“The farm as whole intrigued me, and I wanted to know more about it as my knowledge of dairy was very limited to the things I had retained from past classes. I worked for a while doing milking before I started to become interested in the other things that happened on the farm,” Pierce says. “I worked some with the former herdsman, Drew Gibson. Once I started working with him, I became more and more fascinated with the dairy and started coming extra, to see other things that happened on the farm besides milking. By the time Alli became herdsman, I was already in love with the dairy. She was eager to let me help her with whatever she needed.
“Alli loves an extra hand, especially if you have a keen interest in what is happening. All of us at the dairy are eager to share our knowledge and love for the dairy with anyone that wants to listen. Even if you just come out for a few shifts, I guarantee you will leave knowing more about dairy than you started out knowing.”
The experiential knowledge and skills Pierce and her fellow students have gained at the DEU are quite impressive.
“I have had first-hand experience in diagnosing and treating cows/calves with the assistance of Alli and without. I did not have much experience giving shots or drawing blood, and now I have given more shots than I can remember,” Pierce says. “Through our breeding program, we check heats every morning to see if anyone needs to be bred. I have been able to know what signs to look for to tell if a cow is in heat or not and make the decision about whether or not to breed.”
Also, through the dairy, she learned about and enrolled in an artificial insemination class and received certification to breed cows. “I have been able to breed many heifers and cows on the dairy. Currently I have five cows and two heifers with a confirmed pregnancy at my hand,” Pierce says.
Likewise, Schreiber, a senior from Lenoir, heard about volunteer opportunities at the dairy when she had a lab at the unit her freshman year. She came back to the DEU
as a volunteer and then became a student assistant.
“I started volunteering as a sophomore, then I worked on a calf nutrition research study as a research assistant at the dairy, and then I starting working for them last May. I really enjoyed being with the calves and cows at the dairy, and the managers were great about teaching me new things while I was out there. I loved it so much I decided I wanted to work here,” she says.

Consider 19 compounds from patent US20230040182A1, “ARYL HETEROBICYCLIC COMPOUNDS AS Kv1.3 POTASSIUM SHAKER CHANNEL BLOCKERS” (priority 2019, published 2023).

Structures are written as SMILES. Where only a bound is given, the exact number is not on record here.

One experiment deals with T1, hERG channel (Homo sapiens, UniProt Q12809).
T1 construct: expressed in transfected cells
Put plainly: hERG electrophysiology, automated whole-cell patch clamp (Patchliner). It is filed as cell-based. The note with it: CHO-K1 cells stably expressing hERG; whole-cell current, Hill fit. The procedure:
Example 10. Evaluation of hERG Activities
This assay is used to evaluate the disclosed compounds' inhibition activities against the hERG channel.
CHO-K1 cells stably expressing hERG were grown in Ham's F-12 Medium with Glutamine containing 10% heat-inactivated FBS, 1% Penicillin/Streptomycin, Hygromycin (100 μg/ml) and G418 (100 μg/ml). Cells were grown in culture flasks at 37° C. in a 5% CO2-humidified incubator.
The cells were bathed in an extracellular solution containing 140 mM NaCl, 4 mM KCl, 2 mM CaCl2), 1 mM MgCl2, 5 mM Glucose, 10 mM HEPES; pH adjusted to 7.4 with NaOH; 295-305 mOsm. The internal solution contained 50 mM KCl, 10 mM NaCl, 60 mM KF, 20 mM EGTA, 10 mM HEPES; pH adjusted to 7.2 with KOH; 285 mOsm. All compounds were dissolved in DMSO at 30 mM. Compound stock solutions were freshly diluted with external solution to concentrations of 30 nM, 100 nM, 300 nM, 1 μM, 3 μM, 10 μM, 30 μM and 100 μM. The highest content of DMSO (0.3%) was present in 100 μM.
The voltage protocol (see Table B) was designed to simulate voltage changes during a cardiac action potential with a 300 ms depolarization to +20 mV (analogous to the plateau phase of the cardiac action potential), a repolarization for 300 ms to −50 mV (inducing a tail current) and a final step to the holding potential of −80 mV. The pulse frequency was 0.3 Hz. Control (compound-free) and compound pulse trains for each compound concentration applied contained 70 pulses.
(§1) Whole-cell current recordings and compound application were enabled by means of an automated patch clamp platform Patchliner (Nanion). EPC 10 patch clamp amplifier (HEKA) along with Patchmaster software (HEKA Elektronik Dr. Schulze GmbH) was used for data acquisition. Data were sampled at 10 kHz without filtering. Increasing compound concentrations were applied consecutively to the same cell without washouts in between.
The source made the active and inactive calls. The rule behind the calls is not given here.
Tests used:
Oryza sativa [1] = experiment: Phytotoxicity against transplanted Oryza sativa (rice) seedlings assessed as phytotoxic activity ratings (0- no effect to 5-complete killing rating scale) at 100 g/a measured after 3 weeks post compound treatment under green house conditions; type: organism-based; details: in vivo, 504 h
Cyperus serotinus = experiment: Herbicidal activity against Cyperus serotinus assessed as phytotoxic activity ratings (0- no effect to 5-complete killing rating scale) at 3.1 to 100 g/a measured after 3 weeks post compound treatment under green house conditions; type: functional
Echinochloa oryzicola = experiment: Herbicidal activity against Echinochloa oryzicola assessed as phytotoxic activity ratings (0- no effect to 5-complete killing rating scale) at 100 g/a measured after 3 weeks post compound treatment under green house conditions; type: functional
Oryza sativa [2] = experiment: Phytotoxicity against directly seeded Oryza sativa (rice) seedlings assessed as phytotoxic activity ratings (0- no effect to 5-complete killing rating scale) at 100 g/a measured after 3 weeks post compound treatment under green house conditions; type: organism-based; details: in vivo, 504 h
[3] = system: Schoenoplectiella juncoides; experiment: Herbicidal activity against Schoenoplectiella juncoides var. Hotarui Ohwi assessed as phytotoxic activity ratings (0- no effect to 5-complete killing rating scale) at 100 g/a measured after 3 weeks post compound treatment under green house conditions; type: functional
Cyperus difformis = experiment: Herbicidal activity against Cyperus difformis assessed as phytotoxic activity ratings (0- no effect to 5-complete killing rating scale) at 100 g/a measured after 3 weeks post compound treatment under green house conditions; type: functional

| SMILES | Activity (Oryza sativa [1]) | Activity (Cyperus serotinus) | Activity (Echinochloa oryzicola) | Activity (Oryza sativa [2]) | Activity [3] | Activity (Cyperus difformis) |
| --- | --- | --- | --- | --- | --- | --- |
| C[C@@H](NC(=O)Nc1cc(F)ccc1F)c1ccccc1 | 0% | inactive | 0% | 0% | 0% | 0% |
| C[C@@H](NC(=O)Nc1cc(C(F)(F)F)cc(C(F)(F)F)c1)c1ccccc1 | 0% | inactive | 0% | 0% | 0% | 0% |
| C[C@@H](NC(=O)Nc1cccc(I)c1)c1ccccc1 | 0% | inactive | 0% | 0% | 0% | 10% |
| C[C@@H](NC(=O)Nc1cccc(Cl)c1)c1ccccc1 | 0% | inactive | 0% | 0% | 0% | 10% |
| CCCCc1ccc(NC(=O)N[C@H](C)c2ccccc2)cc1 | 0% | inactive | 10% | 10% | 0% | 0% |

“I’ve learned many basic management practices through my experiences at the dairy, but the most important thing I’ve learned is that you get back what you give to these animals. The better you take care of these girls as calves, heifers and cows, the healthier and happier they will be. And of course, happy, healthy cows give more milk!” Schreiber says.
Reynolds, a junior from Los Angeles, Calif., is a current student volunteer at the DEU.
“I first heard about the Dairy Educational Unit my freshman year in my Intro to Animal Science class. We were told there were animal units associated with the university that allowed students to get hands-on experience with the animals and learn about the industry,” she says. “I chose to volunteer at the Dairy Unit because I wanted to learn more about dairy cattle and broaden my education about different species. I had years of equine experience, but I wanted to learn about cattle, as well, and the dairy has provided me with hands-on experience and an education I could not have experienced reading from a textbook.”
Reynolds notes that she has learned how to milk cows and feed calves, as well as basic calf management in her four months at the Dairy Unit. “I had no idea how to do any of these tasks before I came to the dairy, and in a few short months I have learned the basic practices that take place at dairies and the general management practices that go into taking care of dairy cattle,” she says.
“I have loved learning all the daily tasks that go on at the Dairy Unit and experiencing all the farm duties. The most rewarding things about working at the dairy are spending time with the cattle and learning how to take care of them. They are very curious animals and they can be very funny. The most challenging is definitely working in the hot temperatures we have been having lately. You can definitely work up a sweat, but I just consider it my workout for the day,” Reynolds says.
That point is soon illustrated as, nearby, Pierce and Schreiber are attempting to lead a newly weaned 8-week-old, 200-pound Holstein calf from the hutch area, where still milk-fed calves are kept, to its new location in the group pen. The calf is resisting vigorously: They’ve decided to name her “Anchor.”
At the same time, Reynolds, with Davis, is leading another Holstein, Frosty, who, like Anchor, is destined to become a milking cow in the DEU herd. In the pen, where there are all females, they are fed a grain and cotton seed mix, which they were gradually introduced to when still in the hutch.